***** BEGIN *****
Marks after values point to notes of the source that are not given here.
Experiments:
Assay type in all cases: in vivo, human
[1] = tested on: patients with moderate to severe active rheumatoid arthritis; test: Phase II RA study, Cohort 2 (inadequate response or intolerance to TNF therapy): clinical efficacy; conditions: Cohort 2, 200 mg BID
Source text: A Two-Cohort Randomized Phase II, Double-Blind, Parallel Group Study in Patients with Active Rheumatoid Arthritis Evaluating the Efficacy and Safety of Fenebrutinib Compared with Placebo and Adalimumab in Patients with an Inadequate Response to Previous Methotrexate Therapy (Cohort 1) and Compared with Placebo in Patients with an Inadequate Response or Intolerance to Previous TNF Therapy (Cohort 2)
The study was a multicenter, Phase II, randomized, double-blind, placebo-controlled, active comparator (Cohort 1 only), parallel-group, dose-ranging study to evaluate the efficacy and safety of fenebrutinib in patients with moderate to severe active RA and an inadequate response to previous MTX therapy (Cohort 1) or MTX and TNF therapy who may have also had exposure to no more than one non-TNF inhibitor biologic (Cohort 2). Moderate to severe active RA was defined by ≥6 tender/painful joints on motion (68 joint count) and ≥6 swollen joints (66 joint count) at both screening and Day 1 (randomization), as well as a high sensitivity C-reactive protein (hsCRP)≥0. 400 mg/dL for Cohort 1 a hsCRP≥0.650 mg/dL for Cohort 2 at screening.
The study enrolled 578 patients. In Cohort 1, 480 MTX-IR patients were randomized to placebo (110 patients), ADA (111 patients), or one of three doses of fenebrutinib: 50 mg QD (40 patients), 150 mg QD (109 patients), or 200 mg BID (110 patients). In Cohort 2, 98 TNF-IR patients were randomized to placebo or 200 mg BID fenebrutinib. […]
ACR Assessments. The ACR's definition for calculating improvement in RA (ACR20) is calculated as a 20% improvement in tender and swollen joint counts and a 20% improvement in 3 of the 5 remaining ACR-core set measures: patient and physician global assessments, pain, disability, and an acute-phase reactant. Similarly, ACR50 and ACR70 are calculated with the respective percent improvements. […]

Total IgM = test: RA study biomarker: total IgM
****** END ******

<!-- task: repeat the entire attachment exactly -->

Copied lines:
Marks after values point to notes of the source that are not given here.
Experiments:
Assay type in all cases: in vivo, human
[1] = tested on: patients with moderate to severe active rheumatoid arthritis; test: Phase II RA study, Cohort 2 (inadequate response or intolerance to TNF therapy): clinical efficacy; conditions: Cohort 2, 200 mg BID
Source text: A Two-Cohort Randomized Phase II, Double-Blind, Parallel Group Study in Patients with Active Rheumatoid Arthritis Evaluating the Efficacy and Safety of Fenebrutinib Compared with Placebo and Adalimumab in Patients with an Inadequate Response to Previous Methotrexate Therapy (Cohort 1) and Compared with Placebo in Patients with an Inadequate Response or Intolerance to Previous TNF Therapy (Cohort 2)
The study was a multicenter, Phase II, randomized, double-blind, placebo-controlled, active comparator (Cohort 1 only), parallel-group, dose-ranging study to evaluate the efficacy and safety of fenebrutinib in patients with moderate to severe active RA and an inadequate response to previous MTX therapy (Cohort 1) or MTX and TNF therapy who may have also had exposure to no more than one non-TNF inhibitor biologic (Cohort 2). Moderate to severe active RA was defined by ≥6 tender/painful joints on motion (68 joint count) and ≥6 swollen joints (66 joint count) at both screening and Day 1 (randomization), as well as a high sensitivity C-reactive protein (hsCRP)≥0. 400 mg/dL for Cohort 1 a hsCRP≥0.650 mg/dL for Cohort 2 at screening.
The study enrolled 578 patients. In Cohort 1, 480 MTX-IR patients were randomized to placebo (110 patients), ADA (111 patients), or one of three doses of fenebrutinib: 50 mg QD (40 patients), 150 mg QD (109 patients), or 200 mg BID (110 patients). In Cohort 2, 98 TNF-IR patients were randomized to placebo or 200 mg BID fenebrutinib. […]
ACR Assessments. The ACR's definition for calculating improvement in RA (ACR20) is calculated as a 20% improvement in tender and swollen joint counts and a 20% improvement in 3 of the 5 remaining ACR-core set measures: patient and physician global assessments, pain, disability, and an acute-phase reactant. Similarly, ACR50 and ACR70 are calculated with the respective percent improvements. […]

Total IgM = test: RA study biomarker: total IgM